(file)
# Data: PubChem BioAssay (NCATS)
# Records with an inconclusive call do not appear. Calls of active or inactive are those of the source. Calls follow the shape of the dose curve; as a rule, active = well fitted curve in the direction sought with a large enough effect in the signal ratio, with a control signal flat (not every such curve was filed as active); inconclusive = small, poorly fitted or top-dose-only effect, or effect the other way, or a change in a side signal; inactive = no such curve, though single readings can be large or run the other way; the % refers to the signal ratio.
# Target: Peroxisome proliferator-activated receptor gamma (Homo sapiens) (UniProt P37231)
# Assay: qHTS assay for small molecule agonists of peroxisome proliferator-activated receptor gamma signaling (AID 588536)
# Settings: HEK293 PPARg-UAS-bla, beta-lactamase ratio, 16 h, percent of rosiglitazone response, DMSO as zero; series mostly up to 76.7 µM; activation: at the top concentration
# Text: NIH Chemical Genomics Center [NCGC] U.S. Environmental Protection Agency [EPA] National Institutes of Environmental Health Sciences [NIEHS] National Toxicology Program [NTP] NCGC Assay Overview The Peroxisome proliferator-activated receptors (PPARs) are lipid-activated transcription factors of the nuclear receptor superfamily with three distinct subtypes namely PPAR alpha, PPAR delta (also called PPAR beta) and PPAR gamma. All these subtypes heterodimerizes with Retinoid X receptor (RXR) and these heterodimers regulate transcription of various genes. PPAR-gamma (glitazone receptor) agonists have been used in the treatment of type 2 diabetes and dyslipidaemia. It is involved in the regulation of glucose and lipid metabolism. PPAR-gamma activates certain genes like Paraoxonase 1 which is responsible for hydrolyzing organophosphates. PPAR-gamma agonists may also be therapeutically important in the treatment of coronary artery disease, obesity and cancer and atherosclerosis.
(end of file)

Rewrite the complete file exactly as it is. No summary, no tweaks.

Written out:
# Data: PubChem BioAssay (NCATS)
# Records with an inconclusive call do not appear. Calls of active or inactive are those of the source. Calls follow the shape of the dose curve; as a rule, active = well fitted curve in the direction sought with a large enough effect in the signal ratio, with a control signal flat (not every such curve was filed as active); inconclusive = small, poorly fitted or top-dose-only effect, or effect the other way, or a change in a side signal; inactive = no such curve, though single readings can be large or run the other way; the % refers to the signal ratio.
# Target: Peroxisome proliferator-activated receptor gamma (Homo sapiens) (UniProt P37231)
# Assay: qHTS assay for small molecule agonists of peroxisome proliferator-activated receptor gamma signaling (AID 588536)
# Settings: HEK293 PPARg-UAS-bla, beta-lactamase ratio, 16 h, percent of rosiglitazone response, DMSO as zero; series mostly up to 76.7 µM; activation: at the top concentration
# Text: NIH Chemical Genomics Center [NCGC] U.S. Environmental Protection Agency [EPA] National Institutes of Environmental Health Sciences [NIEHS] National Toxicology Program [NTP] NCGC Assay Overview The Peroxisome proliferator-activated receptors (PPARs) are lipid-activated transcription factors of the nuclear receptor superfamily with three distinct subtypes namely PPAR alpha, PPAR delta (also called PPAR beta) and PPAR gamma. All these subtypes heterodimerizes with Retinoid X receptor (RXR) and these heterodimers regulate transcription of various genes. PPAR-gamma (glitazone receptor) agonists have been used in the treatment of type 2 diabetes and dyslipidaemia. It is involved in the regulation of glucose and lipid metabolism. PPAR-gamma activates certain genes like Paraoxonase 1 which is responsible for hydrolyzing organophosphates. PPAR-gamma agonists may also be therapeutically important in the treatment of coronary artery disease, obesity and cancer and atherosclerosis.